By Safaa Abdoun
CAIRO: Spokesperson of the April 6 Youth Movement, Mohamed Adel, said the council of Wise Men does not represent the movement nor the people demonstrating in Tahrir Square in any way.
“We don’t know anything about the Council of Wise Men and the resolutions and statements they’re making,” Adel said.
The Council of Wise Men comprises a group of experts including Secretary-General of the Arab League Amr Moussa, business tycoon Naguib Sawiris and lawyer Ahmad Kamal Abul Magd.
Speaking from Tahrir Square, General Coordinator of the April 6 Youth Movement, Ahmed Maher, said there was no representative of the youth in Tahrir Square attending the talks between the opposition forces and government.
“There is no representative of the young people from Tahrir Square as they have refused to attend,” said Maher.
He explained that the protests will keep going and that they will be ready to start the negotiations as soon as President Hosni Mubarak steps down.
Speaking on a state TV talk show “Men Qalb Masr” (From the Heart of Egypt) on Saturday, Sawiris pointed out that many of youth’s demands, along with those of the council, need time.
However, he outlined that those which can be immediately met include ending the state of emergency, forming a committee to draft constitutional amendments and for the president to step down from his post as head of the National Democratic Party.
Director and scriptwriter Mohamed Diab, who is an active participant in the protests in Tahrir Square, said, “The Council of Wise Men outlined demands that if met, I can guarantee you that 90 percent of the people in Tahrir Square will leave.”
Meanwhile, Sunday marked the start of the “Week of Resilience” as dubbed by protesters who vowed to remain in Tahrir Square until their demands are satisfied, as normalcy relatively returned to Cairo’s streets.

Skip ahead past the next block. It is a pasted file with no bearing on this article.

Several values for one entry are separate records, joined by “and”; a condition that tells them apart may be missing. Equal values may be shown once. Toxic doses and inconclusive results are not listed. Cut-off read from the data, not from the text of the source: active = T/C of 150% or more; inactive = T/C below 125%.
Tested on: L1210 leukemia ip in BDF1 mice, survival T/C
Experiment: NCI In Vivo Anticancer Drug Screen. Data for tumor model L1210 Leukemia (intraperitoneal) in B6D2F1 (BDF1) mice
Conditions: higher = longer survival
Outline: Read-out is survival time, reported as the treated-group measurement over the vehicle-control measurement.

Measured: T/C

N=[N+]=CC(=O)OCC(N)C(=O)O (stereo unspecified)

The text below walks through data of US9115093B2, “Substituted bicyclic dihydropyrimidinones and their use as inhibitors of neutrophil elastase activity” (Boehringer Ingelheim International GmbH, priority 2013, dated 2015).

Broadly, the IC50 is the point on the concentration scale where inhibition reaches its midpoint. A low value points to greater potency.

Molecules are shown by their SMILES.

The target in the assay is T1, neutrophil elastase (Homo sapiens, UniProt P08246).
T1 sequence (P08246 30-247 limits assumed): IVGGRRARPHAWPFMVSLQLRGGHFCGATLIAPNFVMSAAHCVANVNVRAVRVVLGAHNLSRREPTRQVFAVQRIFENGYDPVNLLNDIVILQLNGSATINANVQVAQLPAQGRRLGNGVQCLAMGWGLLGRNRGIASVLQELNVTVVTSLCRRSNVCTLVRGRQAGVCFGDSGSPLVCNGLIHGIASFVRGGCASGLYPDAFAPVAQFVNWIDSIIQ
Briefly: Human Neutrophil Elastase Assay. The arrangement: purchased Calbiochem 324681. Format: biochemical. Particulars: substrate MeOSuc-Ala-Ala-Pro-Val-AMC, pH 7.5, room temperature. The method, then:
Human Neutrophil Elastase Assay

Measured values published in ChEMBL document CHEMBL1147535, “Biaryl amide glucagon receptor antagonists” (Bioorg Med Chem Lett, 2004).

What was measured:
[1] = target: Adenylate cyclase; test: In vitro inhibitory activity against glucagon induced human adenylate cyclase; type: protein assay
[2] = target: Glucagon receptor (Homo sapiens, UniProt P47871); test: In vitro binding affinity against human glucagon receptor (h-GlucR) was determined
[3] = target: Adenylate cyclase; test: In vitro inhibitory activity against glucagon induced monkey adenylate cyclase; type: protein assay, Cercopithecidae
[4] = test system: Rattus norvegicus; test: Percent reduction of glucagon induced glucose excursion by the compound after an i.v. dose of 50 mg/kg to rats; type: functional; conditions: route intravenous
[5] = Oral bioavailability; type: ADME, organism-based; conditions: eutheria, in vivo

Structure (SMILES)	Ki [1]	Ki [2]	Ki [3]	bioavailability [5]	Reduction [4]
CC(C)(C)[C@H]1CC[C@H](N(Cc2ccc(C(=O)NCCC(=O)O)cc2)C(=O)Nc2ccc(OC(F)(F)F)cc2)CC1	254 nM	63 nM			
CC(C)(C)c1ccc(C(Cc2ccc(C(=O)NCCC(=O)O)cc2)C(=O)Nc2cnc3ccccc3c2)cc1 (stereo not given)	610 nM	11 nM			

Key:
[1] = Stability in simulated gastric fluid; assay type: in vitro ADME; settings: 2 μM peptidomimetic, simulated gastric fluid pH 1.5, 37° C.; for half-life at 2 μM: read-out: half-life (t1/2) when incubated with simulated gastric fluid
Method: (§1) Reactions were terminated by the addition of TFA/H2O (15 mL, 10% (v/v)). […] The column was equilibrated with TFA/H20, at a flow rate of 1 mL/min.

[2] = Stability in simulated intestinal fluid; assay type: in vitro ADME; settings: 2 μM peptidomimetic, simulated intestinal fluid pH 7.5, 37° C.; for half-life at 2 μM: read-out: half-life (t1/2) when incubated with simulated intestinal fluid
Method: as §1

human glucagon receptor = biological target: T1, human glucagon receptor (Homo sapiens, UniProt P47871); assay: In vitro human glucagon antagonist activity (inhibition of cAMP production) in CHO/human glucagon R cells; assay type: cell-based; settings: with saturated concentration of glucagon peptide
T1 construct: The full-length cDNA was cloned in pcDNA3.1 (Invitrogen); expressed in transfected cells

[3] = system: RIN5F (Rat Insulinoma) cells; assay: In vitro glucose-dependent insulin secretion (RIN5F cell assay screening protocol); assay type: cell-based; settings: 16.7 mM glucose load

Protesters also dubbed Sunday “Martyrs’ Day,” as they remembered those who lost their lives since mass protests broke out on Jan. 25.
The demonstrators still in Tahrir Square, includin members of the April 6 Youth Movement, are however frustrated at the growing negative public opinion blaming them for the instability and chaos Egypt has witnessed over the past week.
“There is a revolution against the revolution,” said Diab. “I’m sacrificing everything and fighting for the rights of the people and yet there is a campaign against us,” he said on the same talk show, in a rare appearance for protest leaders on state TV.
“If I see real reform, the last thing we’ll ask for is for Mubarak to step down,” he asserted.
Osama El Shazly, another demonstrator, said that their key demands haven’t been met, which include immediate constitutional reform, putting government officials on trial, dissolving parliament and canceling emergency law.
Diab asserted that their most important demand at the moment is dissolving parliament. “How could a corrupt and fake parliament make constitutional reform?”
“[However], if the parliament is dissolved and another one is elected through fair elections, by that I guarantee that the constitutional amendments and reform will be made by Egypt and not the NDP,” he explained.
The protesters in Tahrir Square are behind the daily calls for dedicated rallies and million man marches such as “Friday of Anger”, “Friday of Departure” and “Week of Resilience”.
“We, the protesters in Tahrir Square, are the ones coming up with these, not other bodies whether foreign or [local] opposition. The people in Tahrir Square are the ones organizing these movements,” Adel explained.